# Thread: Finding values for which a sequence converges..

1. ## Finding values for which a sequence converges..

For which values of x does $\displaystyle \sum_{n=0}^\infty \frac{x^{2n}}{\sqrt{n+1}}$ converge? Justify your answer.

Now, I reckon the sequence converges for -1>x<1, because anything else looks like it will just diverge... but how do I go about "justifying" this?

2. Originally Posted by Unenlightened
For which values of x does $\displaystyle \sum_{n=0}^\infty \frac{x^{2n}}{\sqrt{n+1}}$ converge? Justify your answer.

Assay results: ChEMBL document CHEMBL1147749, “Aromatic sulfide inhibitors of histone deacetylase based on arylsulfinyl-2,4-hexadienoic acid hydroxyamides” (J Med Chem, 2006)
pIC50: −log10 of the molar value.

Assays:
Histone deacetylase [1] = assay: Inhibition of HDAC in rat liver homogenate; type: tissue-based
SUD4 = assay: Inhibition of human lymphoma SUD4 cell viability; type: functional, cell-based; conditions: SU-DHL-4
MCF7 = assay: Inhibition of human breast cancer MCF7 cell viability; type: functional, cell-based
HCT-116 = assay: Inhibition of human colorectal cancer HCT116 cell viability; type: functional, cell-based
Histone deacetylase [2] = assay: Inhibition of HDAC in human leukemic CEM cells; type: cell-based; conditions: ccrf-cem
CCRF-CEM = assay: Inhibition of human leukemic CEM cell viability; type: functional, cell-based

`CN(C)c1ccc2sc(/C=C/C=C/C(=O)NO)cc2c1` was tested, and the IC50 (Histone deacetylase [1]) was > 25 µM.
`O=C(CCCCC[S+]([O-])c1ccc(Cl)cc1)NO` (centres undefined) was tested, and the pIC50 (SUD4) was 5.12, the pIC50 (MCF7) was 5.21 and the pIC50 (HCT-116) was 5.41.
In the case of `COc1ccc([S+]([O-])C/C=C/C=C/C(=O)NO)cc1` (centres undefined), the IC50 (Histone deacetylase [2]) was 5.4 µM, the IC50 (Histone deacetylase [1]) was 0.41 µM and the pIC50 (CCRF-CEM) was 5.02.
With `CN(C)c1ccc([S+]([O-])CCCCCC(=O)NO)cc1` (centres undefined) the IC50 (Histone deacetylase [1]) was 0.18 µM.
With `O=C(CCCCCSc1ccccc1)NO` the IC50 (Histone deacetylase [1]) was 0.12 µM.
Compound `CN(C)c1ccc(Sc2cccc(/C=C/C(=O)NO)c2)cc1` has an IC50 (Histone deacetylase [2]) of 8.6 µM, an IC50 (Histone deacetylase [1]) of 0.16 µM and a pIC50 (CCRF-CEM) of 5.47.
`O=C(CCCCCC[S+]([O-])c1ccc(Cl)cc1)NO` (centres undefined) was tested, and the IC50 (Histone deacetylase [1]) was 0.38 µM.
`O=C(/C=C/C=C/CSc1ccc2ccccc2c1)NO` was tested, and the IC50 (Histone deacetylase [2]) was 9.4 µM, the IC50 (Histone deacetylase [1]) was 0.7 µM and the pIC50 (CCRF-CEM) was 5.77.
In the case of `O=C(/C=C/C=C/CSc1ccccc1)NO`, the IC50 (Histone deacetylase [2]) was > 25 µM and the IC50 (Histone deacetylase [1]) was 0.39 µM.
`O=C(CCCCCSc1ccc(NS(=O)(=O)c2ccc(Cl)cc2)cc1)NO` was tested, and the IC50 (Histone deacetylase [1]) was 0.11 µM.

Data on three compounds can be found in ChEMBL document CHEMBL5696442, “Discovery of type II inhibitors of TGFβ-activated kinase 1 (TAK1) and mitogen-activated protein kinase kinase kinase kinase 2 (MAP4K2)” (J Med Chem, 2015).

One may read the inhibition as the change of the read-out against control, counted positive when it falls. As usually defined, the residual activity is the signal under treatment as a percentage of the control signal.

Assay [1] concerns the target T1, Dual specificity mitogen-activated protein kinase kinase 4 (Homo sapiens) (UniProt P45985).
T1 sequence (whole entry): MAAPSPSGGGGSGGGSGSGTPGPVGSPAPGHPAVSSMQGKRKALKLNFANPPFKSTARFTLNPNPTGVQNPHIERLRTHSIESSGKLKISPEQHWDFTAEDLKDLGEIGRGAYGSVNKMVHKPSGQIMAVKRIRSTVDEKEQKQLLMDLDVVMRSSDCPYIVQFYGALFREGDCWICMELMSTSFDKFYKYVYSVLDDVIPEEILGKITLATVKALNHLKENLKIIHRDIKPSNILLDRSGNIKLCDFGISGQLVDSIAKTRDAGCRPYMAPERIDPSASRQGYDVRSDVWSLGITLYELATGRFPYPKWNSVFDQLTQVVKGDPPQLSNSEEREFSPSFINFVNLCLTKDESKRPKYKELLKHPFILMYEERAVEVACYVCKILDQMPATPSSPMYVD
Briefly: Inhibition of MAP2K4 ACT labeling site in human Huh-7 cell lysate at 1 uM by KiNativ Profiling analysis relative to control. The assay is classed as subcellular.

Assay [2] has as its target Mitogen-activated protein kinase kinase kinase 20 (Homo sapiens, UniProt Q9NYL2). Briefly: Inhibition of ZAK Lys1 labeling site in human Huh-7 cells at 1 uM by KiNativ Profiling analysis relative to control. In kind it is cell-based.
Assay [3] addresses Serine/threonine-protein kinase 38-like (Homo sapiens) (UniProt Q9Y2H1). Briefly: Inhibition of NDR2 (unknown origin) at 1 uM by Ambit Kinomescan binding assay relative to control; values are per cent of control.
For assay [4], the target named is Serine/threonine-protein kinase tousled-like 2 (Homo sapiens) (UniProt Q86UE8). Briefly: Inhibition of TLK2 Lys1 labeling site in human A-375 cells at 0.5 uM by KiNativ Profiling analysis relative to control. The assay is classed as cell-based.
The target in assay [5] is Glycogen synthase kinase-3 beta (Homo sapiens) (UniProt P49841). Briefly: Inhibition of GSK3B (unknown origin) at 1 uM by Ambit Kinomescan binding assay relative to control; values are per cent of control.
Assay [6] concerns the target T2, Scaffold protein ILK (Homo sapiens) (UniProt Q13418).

Now, I reckon the sequence converges for -1>x<1, because anything else looks like it will just diverge... but how do I go about "justifying" this?
Let $\displaystyle S_n = \frac{x^{2n}}{\sqrt{n+1}}$

You have to find the radius (and hence the interval) of convergence for this power series.

You can use the ratio test. Start by finding $\displaystyle \mathop {\lim }\limits_{n \to \infty } | \frac{S_{n+1}}{S_n}|= \frac{|x|^{2n+1}}{\sqrt{n+2}} / \frac{|x|^{2n}}{\sqrt{n+1}}$

3. root test also works here.